A lot of tech giants make use of Nodejs one way or the other. I mean a lot of tech giants had to migrate from technologies such as ruby on rails, PHP, ASP.NET C#, etc. to Node.js.
With a reduction in the number of servers, reduced page load time, and ease of maintenance, these are but few reasons why a lot of tech startups and tech giants are rapidly adopting Node.js
The concerns for Fintech apps?
They wanted a number system that could be compact, easy to store and equally represent 2^23=9007199254740992 digits. Here is the thing, nothing is free in life, the decision to use only one number type was one area where they could not have their cake and eat it too. Sad to say numbers irrespective of the type, are all represented as floats, and floats are inherently inaccurate.
What exactly is the problem with floats?
When floats are stored, the actual number itself is not stored, really? Yes! Instead, instructions are stored for setting up a math problem that will allow the computer to solve it in order to determine the rough coordinates of where the original number existed. This allows you to free up a ton of space, but what it means is that your calculations may be off by a small amount.
Is there a solution to this problem?
BUT WAIT A LITTLE, BEFORE YOU START DELETING YOUR CODE!!! THERE A LITTLE TWIST TO THIS.
I feel like your best bet is to look elsewhere. Mathjs seems to be giving this problem their best shot, just as how boys will be boys, floats will always be floats and there will never be enough space in this little amount of data to represent accurately, all the numbers it wants to.
I Think There’s Good News
You may ask, what exactly is the good news? Alright, here is the good news; Nodejs is built on Chrome’s V8 Engine written mostly in C++ that can be directly extended in Node.js.
A lot of business-critical applications for the Banking and Financial sector needs to be heavily fault tolerant, secure and easily maintainable. Now the problem with any dynamically or loosely typed language is that it is very hard and in some cases almost impossible to spot issues and bugs before runtime, that is not all, the possible combinations of control flow also cannot be predicted without deploying the application, which is a very clear no-no, because a crafty developer can hide a backdoor deep within the control-flow of the program which can be easily detected in a static typed language.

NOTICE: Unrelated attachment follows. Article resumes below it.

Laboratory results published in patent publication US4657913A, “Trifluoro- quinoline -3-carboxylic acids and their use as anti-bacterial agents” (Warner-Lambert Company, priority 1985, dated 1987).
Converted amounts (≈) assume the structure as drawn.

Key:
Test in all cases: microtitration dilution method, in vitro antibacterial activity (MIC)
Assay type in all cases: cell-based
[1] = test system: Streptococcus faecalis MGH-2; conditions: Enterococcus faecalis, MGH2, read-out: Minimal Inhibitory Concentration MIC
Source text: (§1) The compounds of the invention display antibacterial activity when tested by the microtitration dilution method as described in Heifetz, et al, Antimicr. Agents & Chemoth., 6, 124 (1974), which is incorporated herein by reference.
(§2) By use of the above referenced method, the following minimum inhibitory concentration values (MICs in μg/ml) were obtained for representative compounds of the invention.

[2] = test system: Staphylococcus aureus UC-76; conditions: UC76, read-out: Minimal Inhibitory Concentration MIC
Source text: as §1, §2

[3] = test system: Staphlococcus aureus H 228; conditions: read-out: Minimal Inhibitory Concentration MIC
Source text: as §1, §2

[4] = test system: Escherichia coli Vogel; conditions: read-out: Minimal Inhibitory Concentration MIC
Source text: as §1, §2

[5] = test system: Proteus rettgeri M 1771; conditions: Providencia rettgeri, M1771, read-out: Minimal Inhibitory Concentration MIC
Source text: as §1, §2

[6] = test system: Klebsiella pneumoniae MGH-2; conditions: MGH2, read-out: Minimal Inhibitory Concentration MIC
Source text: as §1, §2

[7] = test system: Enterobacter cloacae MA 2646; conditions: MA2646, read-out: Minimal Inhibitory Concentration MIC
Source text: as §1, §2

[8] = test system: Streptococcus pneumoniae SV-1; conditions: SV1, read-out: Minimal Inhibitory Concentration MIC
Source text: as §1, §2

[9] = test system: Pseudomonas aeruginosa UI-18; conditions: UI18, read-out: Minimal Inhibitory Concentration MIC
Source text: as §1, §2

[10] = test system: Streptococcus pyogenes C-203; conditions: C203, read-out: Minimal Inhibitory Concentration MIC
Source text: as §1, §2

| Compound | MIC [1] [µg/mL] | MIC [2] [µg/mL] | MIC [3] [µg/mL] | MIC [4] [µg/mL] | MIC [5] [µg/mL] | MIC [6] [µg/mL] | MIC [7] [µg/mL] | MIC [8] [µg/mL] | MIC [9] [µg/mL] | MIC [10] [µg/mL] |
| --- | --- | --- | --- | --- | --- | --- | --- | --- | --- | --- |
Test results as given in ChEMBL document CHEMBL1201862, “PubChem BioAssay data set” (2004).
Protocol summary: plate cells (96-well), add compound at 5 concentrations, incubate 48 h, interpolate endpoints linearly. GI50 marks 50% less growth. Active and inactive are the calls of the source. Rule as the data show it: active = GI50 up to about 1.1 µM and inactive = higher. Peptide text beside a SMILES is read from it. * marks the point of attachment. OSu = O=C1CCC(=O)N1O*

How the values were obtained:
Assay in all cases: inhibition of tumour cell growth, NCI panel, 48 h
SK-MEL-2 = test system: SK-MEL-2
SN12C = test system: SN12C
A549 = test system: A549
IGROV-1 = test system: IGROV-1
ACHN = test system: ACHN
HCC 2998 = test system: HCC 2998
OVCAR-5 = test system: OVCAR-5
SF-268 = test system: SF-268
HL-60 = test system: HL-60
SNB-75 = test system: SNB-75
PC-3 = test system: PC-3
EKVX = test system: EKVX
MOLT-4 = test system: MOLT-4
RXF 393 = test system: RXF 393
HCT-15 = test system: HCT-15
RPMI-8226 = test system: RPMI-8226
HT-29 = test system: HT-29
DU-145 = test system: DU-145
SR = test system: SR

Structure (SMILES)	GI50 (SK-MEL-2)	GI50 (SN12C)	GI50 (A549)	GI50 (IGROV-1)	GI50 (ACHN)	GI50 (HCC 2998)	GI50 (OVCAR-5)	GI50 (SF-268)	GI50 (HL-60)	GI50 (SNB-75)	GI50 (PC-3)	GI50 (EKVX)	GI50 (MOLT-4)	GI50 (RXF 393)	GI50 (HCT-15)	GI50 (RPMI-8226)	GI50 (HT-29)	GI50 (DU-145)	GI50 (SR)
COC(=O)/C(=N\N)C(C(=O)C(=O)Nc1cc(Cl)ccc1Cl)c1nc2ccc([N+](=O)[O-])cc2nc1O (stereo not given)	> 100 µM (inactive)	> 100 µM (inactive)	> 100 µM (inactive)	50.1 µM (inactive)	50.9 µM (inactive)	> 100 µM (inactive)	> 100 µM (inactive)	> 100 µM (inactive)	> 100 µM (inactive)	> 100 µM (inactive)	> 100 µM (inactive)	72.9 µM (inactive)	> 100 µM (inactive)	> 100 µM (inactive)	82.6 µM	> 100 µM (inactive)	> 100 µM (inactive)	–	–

This is not a problem if it doesn’t have a solution, right? Of course, there is a solution to this. You just have to make use an API gateway that just redirects requests to different services written in other languages like C++ to do the heavy lifting.
The verdict – Nodejs can be used for FinTech Apps!
Amongst other things that Node.js is good at, it very good at one thing – saturating an I/O pipe. Since it is single-threaded, it makes it really good at just using up one core on a multi-core CPU. However, there are various meta-solutions that will start up as many Node.js instances to match your core count, so that way you can use all of your available CPU cores.
If your web application is streaming lots of data to lots of users, the ability of Node.js to maximize I/O is a good thing. It makes perfect sense that Netflix could benefit from web servers running Node.js.
You could conceivably get away with fewer web servers that way and focus on scale-out issues in your services and persistence layers.
Yes Node.js can be used in build FinTech apps. Node.js is really good at saturating an I/O pipe, and that is a useful thing, I can assure you.